Turkey's challenge to get back to work: Credit agency

International credit rating organization said that the challenges that the country faced when the case was filed in March had not changed, so the outlook on the government's Ba3 debt ratings remained stable.

Turkey's challenge to get back to work: Credit agency
An international credit rating provider said on Friday that the challenge for Turkey was to get back to work in the wake of a court decision regarding the ruling party.

Turkey's Constitutional Court decided on Wednesday not to close ruling Justice & Development (AK) Party. Six members of the court voted for closure of the political party while four others voted for depriving the party of the financial assistance, and one member voted for the rejection of the case.

International credit rating organization, Moody's, said that the primary question was whether policymakers would quickly go back to work, especially on the economic reform agenda, in the wake of Tuesday's court decision.

"The decision of the Turkish Constitutional Court that the ruling Justice and Development Party should not be closed for purportedly undermining the country's secular constitution removes the near-term risk of a chaotic political scene," a special report of Moody's Investors Service said.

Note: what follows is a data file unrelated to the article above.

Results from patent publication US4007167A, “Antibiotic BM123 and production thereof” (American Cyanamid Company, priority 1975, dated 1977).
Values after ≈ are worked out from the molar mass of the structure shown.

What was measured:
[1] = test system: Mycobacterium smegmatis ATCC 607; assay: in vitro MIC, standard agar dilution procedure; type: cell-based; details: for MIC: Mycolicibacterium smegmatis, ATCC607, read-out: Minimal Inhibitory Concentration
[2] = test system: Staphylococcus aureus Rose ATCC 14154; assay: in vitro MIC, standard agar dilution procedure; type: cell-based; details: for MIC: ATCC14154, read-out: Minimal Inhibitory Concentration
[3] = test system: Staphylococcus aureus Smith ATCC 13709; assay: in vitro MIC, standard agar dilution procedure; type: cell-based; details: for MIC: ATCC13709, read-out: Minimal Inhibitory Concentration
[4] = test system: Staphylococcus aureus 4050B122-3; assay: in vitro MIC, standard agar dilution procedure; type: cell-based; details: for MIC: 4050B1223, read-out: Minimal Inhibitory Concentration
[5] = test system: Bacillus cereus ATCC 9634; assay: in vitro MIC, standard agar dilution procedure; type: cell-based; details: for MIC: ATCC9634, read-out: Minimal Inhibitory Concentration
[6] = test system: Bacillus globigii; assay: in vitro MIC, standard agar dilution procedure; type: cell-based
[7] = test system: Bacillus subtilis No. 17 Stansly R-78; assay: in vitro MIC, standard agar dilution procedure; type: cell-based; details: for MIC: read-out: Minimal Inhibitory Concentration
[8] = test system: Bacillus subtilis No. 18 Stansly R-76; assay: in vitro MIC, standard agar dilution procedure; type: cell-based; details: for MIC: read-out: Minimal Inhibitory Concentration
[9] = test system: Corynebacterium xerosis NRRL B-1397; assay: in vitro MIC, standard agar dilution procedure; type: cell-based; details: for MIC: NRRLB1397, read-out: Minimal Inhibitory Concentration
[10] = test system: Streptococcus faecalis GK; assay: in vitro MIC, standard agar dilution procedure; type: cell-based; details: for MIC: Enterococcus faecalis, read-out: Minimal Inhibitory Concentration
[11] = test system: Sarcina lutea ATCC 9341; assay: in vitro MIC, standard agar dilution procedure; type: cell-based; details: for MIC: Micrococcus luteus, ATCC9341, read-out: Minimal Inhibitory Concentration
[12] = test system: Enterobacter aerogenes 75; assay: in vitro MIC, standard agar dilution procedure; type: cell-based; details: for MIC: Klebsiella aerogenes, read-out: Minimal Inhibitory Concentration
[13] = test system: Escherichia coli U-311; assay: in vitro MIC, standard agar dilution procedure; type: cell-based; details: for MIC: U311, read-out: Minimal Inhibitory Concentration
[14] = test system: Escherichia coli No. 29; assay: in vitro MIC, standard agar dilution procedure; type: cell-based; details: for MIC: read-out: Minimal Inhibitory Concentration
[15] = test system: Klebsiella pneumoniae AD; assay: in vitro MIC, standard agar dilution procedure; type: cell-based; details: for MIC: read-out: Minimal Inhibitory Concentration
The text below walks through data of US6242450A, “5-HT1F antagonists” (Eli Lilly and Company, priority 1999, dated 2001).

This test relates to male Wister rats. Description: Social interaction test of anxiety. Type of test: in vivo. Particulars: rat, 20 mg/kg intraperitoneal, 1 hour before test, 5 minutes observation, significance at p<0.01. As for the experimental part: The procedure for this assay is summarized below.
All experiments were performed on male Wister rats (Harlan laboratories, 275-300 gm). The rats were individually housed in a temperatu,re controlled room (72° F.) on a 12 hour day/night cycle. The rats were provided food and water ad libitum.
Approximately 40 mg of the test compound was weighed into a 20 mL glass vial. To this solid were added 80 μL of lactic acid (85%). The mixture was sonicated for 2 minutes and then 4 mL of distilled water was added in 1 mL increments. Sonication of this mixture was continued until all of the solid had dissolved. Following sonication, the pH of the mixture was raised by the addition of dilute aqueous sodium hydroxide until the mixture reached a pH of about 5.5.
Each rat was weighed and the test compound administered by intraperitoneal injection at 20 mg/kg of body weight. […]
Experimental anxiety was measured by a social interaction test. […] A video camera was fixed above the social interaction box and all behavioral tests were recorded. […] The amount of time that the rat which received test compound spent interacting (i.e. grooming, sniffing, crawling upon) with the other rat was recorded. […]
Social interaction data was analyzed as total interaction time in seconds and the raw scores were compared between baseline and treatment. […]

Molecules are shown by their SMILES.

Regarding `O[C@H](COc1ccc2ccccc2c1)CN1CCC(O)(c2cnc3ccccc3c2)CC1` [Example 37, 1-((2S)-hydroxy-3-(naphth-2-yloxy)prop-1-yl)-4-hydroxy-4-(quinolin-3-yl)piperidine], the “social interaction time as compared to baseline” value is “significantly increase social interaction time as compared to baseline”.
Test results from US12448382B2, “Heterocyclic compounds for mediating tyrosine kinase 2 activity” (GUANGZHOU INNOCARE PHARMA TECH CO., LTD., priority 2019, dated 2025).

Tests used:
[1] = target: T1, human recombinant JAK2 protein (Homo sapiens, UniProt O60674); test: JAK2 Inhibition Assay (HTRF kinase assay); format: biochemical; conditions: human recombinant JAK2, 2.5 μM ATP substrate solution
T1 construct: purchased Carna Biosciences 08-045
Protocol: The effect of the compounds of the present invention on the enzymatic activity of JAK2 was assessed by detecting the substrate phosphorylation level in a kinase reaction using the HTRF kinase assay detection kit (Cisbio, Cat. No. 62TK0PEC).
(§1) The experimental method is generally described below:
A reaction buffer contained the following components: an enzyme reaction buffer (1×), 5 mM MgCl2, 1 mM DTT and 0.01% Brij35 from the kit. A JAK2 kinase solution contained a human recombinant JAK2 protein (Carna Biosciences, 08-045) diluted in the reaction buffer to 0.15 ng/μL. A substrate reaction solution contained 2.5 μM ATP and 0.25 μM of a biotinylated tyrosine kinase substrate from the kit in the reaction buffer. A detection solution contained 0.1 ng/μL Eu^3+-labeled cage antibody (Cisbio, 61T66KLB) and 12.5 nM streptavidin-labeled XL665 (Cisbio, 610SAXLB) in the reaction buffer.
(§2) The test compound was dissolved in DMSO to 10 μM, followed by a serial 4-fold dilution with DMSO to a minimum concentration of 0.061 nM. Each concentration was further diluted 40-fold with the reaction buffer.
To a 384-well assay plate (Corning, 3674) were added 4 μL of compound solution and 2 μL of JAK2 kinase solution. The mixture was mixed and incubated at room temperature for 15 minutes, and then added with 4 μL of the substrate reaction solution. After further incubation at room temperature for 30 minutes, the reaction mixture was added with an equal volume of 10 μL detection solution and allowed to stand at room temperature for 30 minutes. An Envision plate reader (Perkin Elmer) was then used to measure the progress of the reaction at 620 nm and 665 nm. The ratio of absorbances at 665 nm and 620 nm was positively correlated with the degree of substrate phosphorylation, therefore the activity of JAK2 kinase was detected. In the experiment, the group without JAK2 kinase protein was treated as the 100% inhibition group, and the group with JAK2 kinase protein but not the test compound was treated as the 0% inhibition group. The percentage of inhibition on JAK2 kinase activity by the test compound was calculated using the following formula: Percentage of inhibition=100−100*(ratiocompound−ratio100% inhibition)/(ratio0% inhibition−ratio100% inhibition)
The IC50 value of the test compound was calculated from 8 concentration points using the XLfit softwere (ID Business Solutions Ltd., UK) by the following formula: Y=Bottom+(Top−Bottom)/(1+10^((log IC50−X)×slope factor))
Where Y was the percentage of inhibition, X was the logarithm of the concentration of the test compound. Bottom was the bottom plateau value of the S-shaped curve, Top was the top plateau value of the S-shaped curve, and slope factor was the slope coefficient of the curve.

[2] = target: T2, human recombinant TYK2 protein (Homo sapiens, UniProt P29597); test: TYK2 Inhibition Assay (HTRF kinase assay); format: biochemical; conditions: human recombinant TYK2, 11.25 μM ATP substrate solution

The report said that still, the challenges that the country faced when the case was filed in March had not changed, so the outlook on the government's Ba3 debt ratings remained stable.

The report cited the large current account deficit, relatively compressed public debt burden, and privatization as some of the areas where reforms had largely stalled, for domestic reasons such as last year's elections as well as unfavorable external circumstances.

"The catch-up will be that much harder because of the delays," the report said.

The report said while Turkey's institutions had demonstrated increased independence and maturity with the decision of the Constitutional Court, political uncertainty and even volatility had obviously not disappeared in Turkey, with negative financial and economic consequences always a risk.

"For these reasons, the current ratings and stable outlook, which has a roughly 12- to 18-month time horizon, appropriately balance the gains in credit strength achieved in recent years against the significant challenges that continue to face the country," the report also said.

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Last Mod: 01 Ağustos 2008, 13:17
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